planning

Circling the Brain Drain

It seems that Destination LI, “a nonprofit community building and educational organization dedicated to helping people create and sustain vibrant centers” on Long Island, has been quietly busy in recent months.
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Thrive 2040: Toward a Less Competitive Minneapolis-St. Paul

In a Wall Street Journal commentary entitled Turning the Twin Cities Into Sim City, Katherine Kersten of the Center of the American Experiment describes how "a handful of unelected bureaucrats are gearing up to impose their vision of the ideal society on the nearly three million residents of the Minneapolis-St.  read more »

Thomas Sowell Explains the Economics of Urban Containment (Smart Growth)

Economist Thomas Sowell, who has taught at Cornell University and UCLA and has worked at the Urban Institute and the Hoover Institution at Stanford University summarizes the economics of the housing market in a recent article:

"Anyone who has taken Economics 1 knows that preventing the supply from rising to meet the demand means that prices are going to rise. Housing is no exception."  read more »

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An Economics Lesson from The New York Times

The New York Times restates basic economics in a June 9 editorial that should be required reading for planners and public officials who fail to comprehend how restrictions on housing raise prices. The Times expressed concern about the extent to which investor involvement in some markets has raised the price of houses for new homebuyers and others who actually plan to live in the houses that they purchase.  read more »

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Sydney to Abandon Radical Urban Containment Policy

The New South Wales government has proposed a new Metropolitan Strategy for the Sydney area which would significantly weaken the urban containment policy (also called urban consolidation, smart growth, livability, growth management, densification, etc.) that has driven if house prices to among the highest in the affluent New World (Australia, Canada, New Zealand and the United States) relative to household incomes.  read more »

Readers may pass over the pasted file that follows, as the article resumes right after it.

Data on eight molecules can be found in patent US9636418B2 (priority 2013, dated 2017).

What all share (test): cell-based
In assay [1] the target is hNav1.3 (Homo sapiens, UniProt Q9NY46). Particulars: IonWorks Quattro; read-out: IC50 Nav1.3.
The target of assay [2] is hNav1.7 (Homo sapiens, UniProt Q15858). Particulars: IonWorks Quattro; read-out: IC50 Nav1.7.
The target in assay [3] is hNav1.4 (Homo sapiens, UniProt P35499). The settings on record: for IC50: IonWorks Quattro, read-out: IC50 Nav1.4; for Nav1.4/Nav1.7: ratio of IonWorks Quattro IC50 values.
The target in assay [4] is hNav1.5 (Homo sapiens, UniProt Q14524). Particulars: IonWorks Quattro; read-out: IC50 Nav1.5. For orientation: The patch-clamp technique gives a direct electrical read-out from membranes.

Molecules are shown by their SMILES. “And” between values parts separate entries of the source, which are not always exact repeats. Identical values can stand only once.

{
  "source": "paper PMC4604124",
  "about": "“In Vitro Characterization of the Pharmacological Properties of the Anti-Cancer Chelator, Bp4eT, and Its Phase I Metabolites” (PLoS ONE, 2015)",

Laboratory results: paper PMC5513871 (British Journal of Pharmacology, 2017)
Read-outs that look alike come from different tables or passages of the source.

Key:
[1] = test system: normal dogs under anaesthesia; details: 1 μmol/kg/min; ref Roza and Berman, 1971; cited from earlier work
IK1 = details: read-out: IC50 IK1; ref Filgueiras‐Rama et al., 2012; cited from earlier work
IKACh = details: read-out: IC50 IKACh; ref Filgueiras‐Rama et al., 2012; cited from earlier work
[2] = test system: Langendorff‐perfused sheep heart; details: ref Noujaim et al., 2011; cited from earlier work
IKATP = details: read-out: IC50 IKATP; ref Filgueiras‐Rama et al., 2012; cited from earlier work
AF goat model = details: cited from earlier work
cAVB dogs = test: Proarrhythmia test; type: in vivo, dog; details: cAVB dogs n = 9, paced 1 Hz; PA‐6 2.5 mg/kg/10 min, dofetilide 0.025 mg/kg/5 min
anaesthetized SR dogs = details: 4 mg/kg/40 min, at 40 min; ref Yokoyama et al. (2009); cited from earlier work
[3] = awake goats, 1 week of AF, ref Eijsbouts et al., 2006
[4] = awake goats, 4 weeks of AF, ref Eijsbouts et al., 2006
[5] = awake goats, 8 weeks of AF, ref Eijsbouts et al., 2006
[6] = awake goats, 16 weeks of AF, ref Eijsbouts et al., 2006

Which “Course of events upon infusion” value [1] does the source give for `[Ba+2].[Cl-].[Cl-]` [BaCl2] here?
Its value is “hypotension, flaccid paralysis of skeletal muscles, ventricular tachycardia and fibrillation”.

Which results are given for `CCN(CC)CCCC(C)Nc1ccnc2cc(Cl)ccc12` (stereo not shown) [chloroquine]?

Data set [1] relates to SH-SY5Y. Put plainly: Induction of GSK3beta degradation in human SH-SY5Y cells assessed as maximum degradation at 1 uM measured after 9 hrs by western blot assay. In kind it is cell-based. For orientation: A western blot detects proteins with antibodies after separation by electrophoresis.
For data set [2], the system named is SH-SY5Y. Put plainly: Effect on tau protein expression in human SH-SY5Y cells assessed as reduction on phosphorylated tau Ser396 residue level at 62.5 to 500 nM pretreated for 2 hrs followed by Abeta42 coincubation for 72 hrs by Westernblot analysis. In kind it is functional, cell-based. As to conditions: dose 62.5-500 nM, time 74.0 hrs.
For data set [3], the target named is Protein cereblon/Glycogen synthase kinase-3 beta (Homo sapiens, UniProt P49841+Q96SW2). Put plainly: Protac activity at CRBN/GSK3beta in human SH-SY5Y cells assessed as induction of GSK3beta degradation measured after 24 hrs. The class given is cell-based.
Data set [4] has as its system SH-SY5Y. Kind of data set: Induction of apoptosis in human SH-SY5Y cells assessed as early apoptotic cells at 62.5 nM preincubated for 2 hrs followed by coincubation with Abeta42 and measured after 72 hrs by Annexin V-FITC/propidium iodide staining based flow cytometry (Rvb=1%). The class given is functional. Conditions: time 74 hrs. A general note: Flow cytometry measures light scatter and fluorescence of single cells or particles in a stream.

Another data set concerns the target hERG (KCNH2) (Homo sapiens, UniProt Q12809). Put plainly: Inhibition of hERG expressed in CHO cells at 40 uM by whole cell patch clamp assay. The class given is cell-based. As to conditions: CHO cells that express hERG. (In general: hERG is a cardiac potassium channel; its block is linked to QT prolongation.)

Architecture Critic Paul Goldberger on Silicon Valley, San Jose, and Apple

Last week Paul Goldberger, Pulitzer Prize winning architecture critic for the New Yorker and Vanity Fair, sat down with Allison Arief of the San Francisco Planning and Urban Research Association (SPUR) in downtown San Jose to discuss the state of 21st Century urbanism with a focus on Silicon Valley. Though admired the world over as the preeminent center for technological innovation, Silicon Valley has never been known for its great architecture.  read more »

A Free Range Life

Some may have never heard of the term exurbia before now. According to the free on-line dictionary it means: The exurbs collectively; the region beyond the suburbs.

Exurbia to me is an expression that defines a free range lifestyle. Where I live there is space, nature surrounds my house, I can play music as loudly as I care to, trails connect me to beautiful places, when a recipe calls for lemons or rosemary, I can walk outside and collect whatever I need, and a seasonal garden provides all the abundance I require to make healthy and organic meals.  read more »

Owen McShane: 1941-2012

Newgeography.com lost a one of its first columnists, a regular contributor and good friend with the passing of Owen McShane.

Owen McShane (Robert Ivan Owen McShane) was born in 1941 and died on March 6, 2012. His long and successful career in public policy was built on a strong academic foundation.  read more »

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Why Housing is So Expensive in Metropolitan Washington

Anyone familiar with housing affordability in the Washington (DC-VA-MD-WV) metropolitan area is aware that prices have risen strongly relative to incomes in the last decade.

However, a recent Washington Post commentary by Roger K. Lewis both exaggerates the contribution of higher construction costs and misses the principal factor that has driven up the price of housing: more restrictive land-use regulations.  read more »

Blight Envy - How Development Works in LA

I never thought I’d say this, but I think I want to live in a blighted neighborhood. Well, actually, a community redevelopment area (CRA). They used to be one and the same, but no longer. Apparently you have to live or do business in a redevelopment area to get any “love” in Los Angeles … love being when the government takes your tax dollars and gives them to someone else no more needy.

Let me explain.  read more »